Oilpatch hopes new pact will raise investor confidence, save sector up to $60M

Canada's oilpatch hopes a new trade pact with the U.S. and Mexico will give investor confidence a much-needed lift, while also saving the industry tens of millions of dollars a year.

NAFTA uncertainty 'definitely' had an impact on the market, industry group says

A processing unit at Suncor Fort Hills facility in Fort McMurray, Alta. Heavy oil requires a diluent made of lighter oil to flow and that's been a problem at the U.S. border. (Jason Franson/Canadian Press)

Canada's energy sector hopes a new trade pact with the U.S. and Mexico will give investor confidence a much-needed lift, while also saving the industry tens of millions of dollars annually.

The uncertainty hanging over NAFTA's future had been a worry to the oilpatch, adding to persisting concerns about Canada's ability to attract investment in the wake of its struggles to build new pipeline infrastructure.

"The uncertainty in whether NAFTA would exist was definitely having an impact on the market," said Nick Schultz, vice-president of pipeline regulations at the Canadian Association of Petroleum Producers.

"It is, of course, not the only issue we have with competitiveness and investors, but [a trade agreement] is an important step." 

Also under the new agreement, a border bottleneck that cost Canadian oil producers as much as $50-$60 million every year also appears to have been addressed.

Under the old NAFTA rules, oil and gas producers had to prove the origin of their product right back to the wellhead if they were to be exempt from duty at the border.

The difficulty was with the diluent that was mixed with oilsands bitumen to help it flow through a pipeline, Schultz said.

"You have to establish the origin of the product if you want to have the preferential access under NAFTA," he said.

The diluent is a light oil which makes the heavier oil flow and sometimes it comes into Canada as an import.

Canadian Foreign Affairs Minister Chrystia Freeland announced Monday that the "proportionality" clause of the NAFTA agreement had been eliminated. (Carolyn Kaster/Associated Press)

It became increasingly difficult at the U.S. border to prove either light or heavy oil moving through was of Canadian origin, Schultz said.

"Before Canadian oil travels, it comes from different producers and is mixed in tanks and traded multiple times," he said.

In part, it was U.S. officials being sticky at the border over the rules of origin of the oil, as they would demand documentation for all of the product, he said.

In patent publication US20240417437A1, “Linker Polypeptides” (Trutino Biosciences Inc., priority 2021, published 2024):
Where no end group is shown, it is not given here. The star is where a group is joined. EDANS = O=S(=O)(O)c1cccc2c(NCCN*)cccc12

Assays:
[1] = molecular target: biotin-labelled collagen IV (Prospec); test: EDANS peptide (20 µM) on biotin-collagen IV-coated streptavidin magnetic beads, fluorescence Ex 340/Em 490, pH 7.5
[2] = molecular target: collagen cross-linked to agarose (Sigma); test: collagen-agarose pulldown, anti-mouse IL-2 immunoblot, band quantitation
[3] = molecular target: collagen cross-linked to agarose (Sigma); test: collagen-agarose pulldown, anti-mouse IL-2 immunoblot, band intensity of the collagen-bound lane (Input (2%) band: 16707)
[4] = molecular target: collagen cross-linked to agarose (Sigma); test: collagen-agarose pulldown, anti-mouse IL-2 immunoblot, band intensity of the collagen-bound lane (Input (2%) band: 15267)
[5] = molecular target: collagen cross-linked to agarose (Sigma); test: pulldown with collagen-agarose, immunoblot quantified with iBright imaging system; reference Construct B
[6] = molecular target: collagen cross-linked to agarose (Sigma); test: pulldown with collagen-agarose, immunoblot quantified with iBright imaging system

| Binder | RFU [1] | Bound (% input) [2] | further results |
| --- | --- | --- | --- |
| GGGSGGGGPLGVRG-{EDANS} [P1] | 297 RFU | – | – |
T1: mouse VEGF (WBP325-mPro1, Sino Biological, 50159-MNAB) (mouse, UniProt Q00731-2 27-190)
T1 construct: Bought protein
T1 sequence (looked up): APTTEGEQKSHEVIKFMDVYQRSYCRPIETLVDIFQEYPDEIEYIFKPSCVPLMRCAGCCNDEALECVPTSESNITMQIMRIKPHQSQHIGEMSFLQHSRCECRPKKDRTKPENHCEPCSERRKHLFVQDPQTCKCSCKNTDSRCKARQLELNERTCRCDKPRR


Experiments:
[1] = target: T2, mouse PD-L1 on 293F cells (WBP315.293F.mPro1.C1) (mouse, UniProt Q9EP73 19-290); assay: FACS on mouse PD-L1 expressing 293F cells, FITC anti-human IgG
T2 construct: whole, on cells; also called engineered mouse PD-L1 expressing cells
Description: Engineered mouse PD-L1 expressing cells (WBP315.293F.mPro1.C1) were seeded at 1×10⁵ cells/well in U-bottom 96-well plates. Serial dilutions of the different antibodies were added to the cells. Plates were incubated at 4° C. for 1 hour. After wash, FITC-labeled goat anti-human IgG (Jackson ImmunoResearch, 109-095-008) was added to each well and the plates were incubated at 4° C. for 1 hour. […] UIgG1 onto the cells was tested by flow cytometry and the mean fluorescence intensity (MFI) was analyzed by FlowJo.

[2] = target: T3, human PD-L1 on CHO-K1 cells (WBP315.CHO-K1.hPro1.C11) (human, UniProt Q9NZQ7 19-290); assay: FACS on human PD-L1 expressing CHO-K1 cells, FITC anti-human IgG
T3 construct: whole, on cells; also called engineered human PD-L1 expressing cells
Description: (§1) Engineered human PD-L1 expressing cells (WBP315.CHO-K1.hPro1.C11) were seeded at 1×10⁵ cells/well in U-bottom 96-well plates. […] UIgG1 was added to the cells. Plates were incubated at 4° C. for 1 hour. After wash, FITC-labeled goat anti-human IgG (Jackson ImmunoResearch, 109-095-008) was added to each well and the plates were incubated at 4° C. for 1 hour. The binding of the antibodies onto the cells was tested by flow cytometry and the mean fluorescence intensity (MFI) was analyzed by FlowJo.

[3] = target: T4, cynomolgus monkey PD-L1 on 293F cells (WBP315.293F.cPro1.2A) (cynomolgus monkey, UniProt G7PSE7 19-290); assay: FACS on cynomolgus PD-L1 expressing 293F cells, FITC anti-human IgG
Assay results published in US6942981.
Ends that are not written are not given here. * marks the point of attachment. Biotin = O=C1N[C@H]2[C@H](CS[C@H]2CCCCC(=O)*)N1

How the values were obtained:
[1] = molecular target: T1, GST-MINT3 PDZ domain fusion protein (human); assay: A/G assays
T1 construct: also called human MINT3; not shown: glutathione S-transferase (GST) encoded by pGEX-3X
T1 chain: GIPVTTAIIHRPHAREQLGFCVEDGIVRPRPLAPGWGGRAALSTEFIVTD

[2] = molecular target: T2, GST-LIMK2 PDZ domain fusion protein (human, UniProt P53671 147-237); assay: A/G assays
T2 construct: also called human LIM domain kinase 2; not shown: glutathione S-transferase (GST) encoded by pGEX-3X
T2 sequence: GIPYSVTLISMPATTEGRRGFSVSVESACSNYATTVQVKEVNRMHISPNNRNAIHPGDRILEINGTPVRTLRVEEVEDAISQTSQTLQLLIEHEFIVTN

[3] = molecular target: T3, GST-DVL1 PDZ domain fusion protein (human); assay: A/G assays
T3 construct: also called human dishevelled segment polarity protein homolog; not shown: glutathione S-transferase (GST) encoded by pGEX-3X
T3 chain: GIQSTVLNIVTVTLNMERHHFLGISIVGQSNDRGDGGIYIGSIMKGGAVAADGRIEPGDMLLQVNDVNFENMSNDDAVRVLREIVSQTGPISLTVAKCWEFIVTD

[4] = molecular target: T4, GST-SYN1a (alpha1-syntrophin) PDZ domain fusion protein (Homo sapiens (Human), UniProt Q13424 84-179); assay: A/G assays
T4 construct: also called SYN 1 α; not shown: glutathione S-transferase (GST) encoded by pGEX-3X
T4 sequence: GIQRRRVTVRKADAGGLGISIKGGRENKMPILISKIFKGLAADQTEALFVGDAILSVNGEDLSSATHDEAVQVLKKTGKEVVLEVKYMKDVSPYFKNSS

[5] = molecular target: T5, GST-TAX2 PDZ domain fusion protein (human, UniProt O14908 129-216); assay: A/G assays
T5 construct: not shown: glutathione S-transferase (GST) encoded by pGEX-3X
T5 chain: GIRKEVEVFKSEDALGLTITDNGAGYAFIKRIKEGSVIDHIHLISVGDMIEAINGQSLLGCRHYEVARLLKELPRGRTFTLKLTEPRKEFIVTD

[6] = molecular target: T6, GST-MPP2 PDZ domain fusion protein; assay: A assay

As a result, both heavy and light oil producers were paying 5.5 to 10 cents a barrel in fees. Schultz estimates heavy oil producers paid $20-$30 million in fees and light oil producers an equivalent amount.

Schultz says the new trade agreement allows a proportion of diluent — up to about 30 per cent — without Canadian producers paying that fee. But he said he's not clear whether the problem of having to provide extensive documentation of the origin of an energy product has been eliminated.

With the original NAFTA … agreement, we were very worried that it would take away our energy sovereignty.- Sujata Dey, trade campaigner for The Council of Canadians

In a news conference Monday, Global Affairs Minister Chrystia Freeland highlighted the breakthrough on fees for Canadian oil. She also announced that the "proportionality" clause of the NAFTA agreement had been eliminated.

Under that NAFTA rule, Canada must continue to export the same proportion of oil (and natural gas and electricity) as it has in the past three years. The rule was geared toward ensuring the U.S. had access to Canadian energy in times of shortages.

Schultz said the rule was never invoked, nor was it seen as a problem in the oilpatch.

Carlo Dade, director of the trade and investment centre of the Canada West Foundation, said it's clear the Americans no longer need the clause as they are much less reliant on imports.

But The Council of Canadians, which had opposed the clause since NAFTA's inception and lobbied for its removal, said the omission of such a rule from the new deal was a "victory" for the organization.

"With the original NAFTA … agreement, we were very worried that it would take away our energy sovereignty," said Sujata Dey, trade campaigner for The Council of Canadians. 

The council was concerned, she said, a continuation of the "proportionality" clause would make it difficult for Canada to meet its climate commitments in the future.


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